If your husband is moving money and closing accounts then a filing for divorce is not going to blindside him. There are advantages to filing immediately: 1) there is an automatic stay which is actuated by the filing and prohibits either party from dissipating or annexing marital assets of making material financial changes, 2) filing opens the door to mandatory disclosure of all financial assets and income streams and discovery which can flush out hidden income and assts, 3) it signals to your husband that you are serious about the divorce and that you will exercise your legal rights in obtaining a fair and equitable divorce.
I would suggest that before filing you confer with an attorney (first consult is usually free). You need to develop a better understanding of your legal rights and the procedural elements of a divorce action. You may in the end decide there is enough cooperation between you and your husband to attempt mediation, but you will do much better in mediation if you have educated yourself first. Mediators focus on forging an agreement, they do not represent the interests of either party.
This is not legal advice and is not intended to create an attorney-client relationship. You should speak to an attorney for further information.
I am sorry that you are going through this, my answer specifically addresses the caveat you mentioned in the last portion, in that if you feel he is hiding money it is critical to file a complaint and either call him and ask him to accept service immediatley or have the constable on stand by to serve him the same day you have the summons which will invoke the automatic financial restraining order and help protect your assetts. Absent that, i always suggest that you be collaborative and a good attorney can do that and it may be cheaper than mediation with the right counsel. take care.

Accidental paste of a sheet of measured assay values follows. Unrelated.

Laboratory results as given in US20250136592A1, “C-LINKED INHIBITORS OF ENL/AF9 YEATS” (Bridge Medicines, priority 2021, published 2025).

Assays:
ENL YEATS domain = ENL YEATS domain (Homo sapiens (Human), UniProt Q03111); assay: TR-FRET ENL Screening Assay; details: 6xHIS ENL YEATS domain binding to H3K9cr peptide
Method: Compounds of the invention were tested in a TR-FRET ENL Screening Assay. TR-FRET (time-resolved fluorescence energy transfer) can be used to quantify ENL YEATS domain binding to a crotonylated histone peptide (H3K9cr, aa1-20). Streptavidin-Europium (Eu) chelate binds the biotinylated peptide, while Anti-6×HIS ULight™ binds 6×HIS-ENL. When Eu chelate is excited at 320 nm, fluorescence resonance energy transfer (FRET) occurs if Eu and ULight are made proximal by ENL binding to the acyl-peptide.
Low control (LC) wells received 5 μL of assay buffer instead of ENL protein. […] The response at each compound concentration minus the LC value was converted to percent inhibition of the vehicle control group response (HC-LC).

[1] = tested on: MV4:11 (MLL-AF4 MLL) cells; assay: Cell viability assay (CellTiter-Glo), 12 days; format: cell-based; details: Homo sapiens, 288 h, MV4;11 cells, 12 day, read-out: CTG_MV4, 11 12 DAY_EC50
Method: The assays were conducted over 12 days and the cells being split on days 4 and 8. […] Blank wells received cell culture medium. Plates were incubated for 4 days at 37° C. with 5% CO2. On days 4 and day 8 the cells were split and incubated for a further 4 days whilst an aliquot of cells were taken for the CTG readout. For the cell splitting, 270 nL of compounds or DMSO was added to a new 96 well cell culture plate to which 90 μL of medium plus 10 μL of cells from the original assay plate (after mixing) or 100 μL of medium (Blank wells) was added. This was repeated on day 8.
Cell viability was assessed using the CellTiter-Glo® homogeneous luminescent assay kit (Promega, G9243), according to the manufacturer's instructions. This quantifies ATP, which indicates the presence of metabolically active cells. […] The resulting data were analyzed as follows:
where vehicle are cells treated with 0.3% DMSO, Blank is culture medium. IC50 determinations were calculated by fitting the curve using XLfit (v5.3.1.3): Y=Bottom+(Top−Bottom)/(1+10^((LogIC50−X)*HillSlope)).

Legal disclaimer: The response given is not intended to create, nor does it create an ongoing duty to respond to questions. The response does not form an attorney-client relationship, nor is it intended to be anything other than the educated opinion of the author. It should not be relied upon as legal advice. The response given is based upon the limited facts provided by the person asking the question. To the extent additional or different facts exist, the response might possibly change. Attorney is licensed to practice law only in the State of Massachusetts. Responses are based solely on Massachusetts law unless stated otherwise.
I think you should first consult with an attorney so that you fully understand the divorce process and your options. If after careful evaluation you decide a divorce is what you want then I would proceed with filing a divorce complaint. As the previous answers stated, once you file the complaint, an automatic restraining order is issued which prohibits either of you from transferring/concealing property or assets, incurring further debt etc.... Also, I think it is important to note that just because you file a divorce complaint does not mean you are precluded from mediating or settling your divorce is a collaborative way.
Melissa Levine is a licensed attorney in Massachusetts. All answers are based on Massachusetts law and should not be construed as legal advice. No attorney-client relationship is formed by Attorney Levine answering your question. It is advisable to consult with an attorney about your personal legal concerns.
Serving papers will cause an automatic restraining order on moving assets, etc. and it need not be adversarial if you think an agreement can be worked out. I would be happy to speak with you about that, I always try to broker an agreement as part of my representation but if he is hiding assets, etc. you need to protect your interests.
I agree with the other attorneys who have answered this question. I would also like to point out that mediation is not always less expensive than hiring a lawyer and either filing a complaint or filing a joint petition for divorce. Mediation can be successful for two people who share an equal type of bargaining power, but it is not right for everyone. If cost is the only factor in your potential decision to mediate, I would do some more research and talk to legal professionals in your area to get a better sense of the divorce options available to you. Hiring lawyers does not necessarily mean you and your husband will fight through the divorce process, there is an option that allows for the two of you to file a joint petition for divorce and use lawyers to assist you in crafting a separation agreement that will work for everyone involved.
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